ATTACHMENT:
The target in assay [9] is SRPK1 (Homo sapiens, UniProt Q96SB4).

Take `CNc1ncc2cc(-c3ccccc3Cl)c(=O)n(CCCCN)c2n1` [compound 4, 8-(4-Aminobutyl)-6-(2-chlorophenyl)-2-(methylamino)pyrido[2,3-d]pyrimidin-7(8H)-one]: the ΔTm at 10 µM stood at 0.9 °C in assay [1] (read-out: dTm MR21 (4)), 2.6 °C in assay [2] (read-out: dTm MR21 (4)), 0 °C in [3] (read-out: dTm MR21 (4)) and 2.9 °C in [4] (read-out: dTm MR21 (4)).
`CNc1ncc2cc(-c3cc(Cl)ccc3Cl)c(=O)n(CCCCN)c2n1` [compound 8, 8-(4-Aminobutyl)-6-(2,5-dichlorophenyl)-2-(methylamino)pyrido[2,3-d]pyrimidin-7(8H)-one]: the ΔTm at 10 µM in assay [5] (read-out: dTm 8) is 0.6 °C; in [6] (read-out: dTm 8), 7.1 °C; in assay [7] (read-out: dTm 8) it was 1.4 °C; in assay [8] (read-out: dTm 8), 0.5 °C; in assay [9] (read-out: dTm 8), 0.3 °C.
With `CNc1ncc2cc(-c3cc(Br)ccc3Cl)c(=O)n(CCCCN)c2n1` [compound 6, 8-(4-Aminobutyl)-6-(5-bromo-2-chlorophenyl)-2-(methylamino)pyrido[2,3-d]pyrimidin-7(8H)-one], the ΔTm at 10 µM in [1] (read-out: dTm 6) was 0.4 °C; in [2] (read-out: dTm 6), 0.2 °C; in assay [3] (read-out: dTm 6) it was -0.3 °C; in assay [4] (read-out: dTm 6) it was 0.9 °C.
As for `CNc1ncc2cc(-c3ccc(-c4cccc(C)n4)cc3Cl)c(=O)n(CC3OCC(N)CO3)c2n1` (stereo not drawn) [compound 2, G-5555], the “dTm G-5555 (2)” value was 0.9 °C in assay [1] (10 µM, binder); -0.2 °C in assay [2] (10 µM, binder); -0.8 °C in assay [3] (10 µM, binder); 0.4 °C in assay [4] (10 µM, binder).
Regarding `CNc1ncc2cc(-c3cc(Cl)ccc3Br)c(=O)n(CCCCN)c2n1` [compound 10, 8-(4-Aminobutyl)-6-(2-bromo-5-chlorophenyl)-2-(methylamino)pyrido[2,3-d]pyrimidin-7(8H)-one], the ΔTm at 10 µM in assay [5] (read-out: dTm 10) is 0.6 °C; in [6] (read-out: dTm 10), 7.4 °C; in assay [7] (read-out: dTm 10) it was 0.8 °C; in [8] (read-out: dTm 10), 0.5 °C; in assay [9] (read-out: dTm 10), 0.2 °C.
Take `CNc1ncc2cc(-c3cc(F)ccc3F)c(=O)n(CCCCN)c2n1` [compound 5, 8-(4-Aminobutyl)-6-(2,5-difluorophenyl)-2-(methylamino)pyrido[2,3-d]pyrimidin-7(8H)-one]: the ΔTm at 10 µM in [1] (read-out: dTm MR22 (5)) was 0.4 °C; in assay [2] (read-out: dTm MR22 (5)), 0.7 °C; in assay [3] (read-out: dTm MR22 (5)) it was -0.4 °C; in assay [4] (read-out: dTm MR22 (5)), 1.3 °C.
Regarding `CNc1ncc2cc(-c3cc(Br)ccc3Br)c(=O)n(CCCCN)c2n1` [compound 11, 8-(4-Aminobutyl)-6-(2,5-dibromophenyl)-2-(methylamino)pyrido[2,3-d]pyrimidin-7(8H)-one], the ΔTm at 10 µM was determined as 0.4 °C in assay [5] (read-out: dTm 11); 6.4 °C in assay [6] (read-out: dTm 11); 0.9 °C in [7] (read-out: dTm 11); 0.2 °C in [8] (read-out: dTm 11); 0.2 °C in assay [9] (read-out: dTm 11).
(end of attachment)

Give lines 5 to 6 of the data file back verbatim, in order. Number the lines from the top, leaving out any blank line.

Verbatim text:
As for `CNc1ncc2cc(-c3ccc(-c4cccc(C)n4)cc3Cl)c(=O)n(CC3OCC(N)CO3)c2n1` (stereo not drawn) [compound 2, G-5555], the “dTm G-5555 (2)” value was 0.9 °C in assay [1] (10 µM, binder); -0.2 °C in assay [2] (10 µM, binder); -0.8 °C in assay [3] (10 µM, binder); 0.4 °C in assay [4] (10 µM, binder).
Regarding `CNc1ncc2cc(-c3cc(Cl)ccc3Br)c(=O)n(CCCCN)c2n1` [compound 10, 8-(4-Aminobutyl)-6-(2-bromo-5-chlorophenyl)-2-(methylamino)pyrido[2,3-d]pyrimidin-7(8H)-one], the ΔTm at 10 µM in assay [5] (read-out: dTm 10) is 0.6 °C; in [6] (read-out: dTm 10), 7.4 °C; in assay [7] (read-out: dTm 10) it was 0.8 °C; in [8] (read-out: dTm 10), 0.5 °C; in assay [9] (read-out: dTm 10), 0.2 °C.